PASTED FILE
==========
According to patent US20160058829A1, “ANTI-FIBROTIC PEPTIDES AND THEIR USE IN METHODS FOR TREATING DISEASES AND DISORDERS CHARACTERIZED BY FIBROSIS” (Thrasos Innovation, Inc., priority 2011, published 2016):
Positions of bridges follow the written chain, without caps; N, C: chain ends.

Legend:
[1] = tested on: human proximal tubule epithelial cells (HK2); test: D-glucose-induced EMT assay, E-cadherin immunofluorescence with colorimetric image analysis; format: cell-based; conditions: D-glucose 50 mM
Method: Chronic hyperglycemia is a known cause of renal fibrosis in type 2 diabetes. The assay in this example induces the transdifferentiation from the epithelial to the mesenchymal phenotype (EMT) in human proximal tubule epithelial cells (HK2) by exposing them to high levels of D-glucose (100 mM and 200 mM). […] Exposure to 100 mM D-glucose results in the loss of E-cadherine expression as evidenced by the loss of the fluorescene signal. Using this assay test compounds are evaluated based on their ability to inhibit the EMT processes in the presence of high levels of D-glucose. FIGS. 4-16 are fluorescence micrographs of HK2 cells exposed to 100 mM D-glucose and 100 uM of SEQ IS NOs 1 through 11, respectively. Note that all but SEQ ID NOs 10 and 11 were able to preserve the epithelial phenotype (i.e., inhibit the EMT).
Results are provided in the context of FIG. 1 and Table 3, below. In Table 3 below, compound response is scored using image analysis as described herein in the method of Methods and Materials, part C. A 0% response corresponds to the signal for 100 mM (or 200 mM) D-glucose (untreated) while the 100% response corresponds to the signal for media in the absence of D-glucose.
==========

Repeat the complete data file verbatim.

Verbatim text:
According to patent US20160058829A1, “ANTI-FIBROTIC PEPTIDES AND THEIR USE IN METHODS FOR TREATING DISEASES AND DISORDERS CHARACTERIZED BY FIBROSIS” (Thrasos Innovation, Inc., priority 2011, published 2016):
Positions of bridges follow the written chain, without caps; N, C: chain ends.

Legend:
[1] = tested on: human proximal tubule epithelial cells (HK2); test: D-glucose-induced EMT assay, E-cadherin immunofluorescence with colorimetric image analysis; format: cell-based; conditions: D-glucose 50 mM
Method: Chronic hyperglycemia is a known cause of renal fibrosis in type 2 diabetes. The assay in this example induces the transdifferentiation from the epithelial to the mesenchymal phenotype (EMT) in human proximal tubule epithelial cells (HK2) by exposing them to high levels of D-glucose (100 mM and 200 mM). […] Exposure to 100 mM D-glucose results in the loss of E-cadherine expression as evidenced by the loss of the fluorescene signal. Using this assay test compounds are evaluated based on their ability to inhibit the EMT processes in the presence of high levels of D-glucose. FIGS. 4-16 are fluorescence micrographs of HK2 cells exposed to 100 mM D-glucose and 100 uM of SEQ IS NOs 1 through 11, respectively. Note that all but SEQ ID NOs 10 and 11 were able to preserve the epithelial phenotype (i.e., inhibit the EMT).
Results are provided in the context of FIG. 1 and Table 3, below. In Table 3 below, compound response is scored using image analysis as described herein in the method of Methods and Materials, part C. A 0% response corresponds to the signal for 100 mM (or 200 mM) D-glucose (untreated) while the 100% response corresponds to the signal for media in the absence of D-glucose.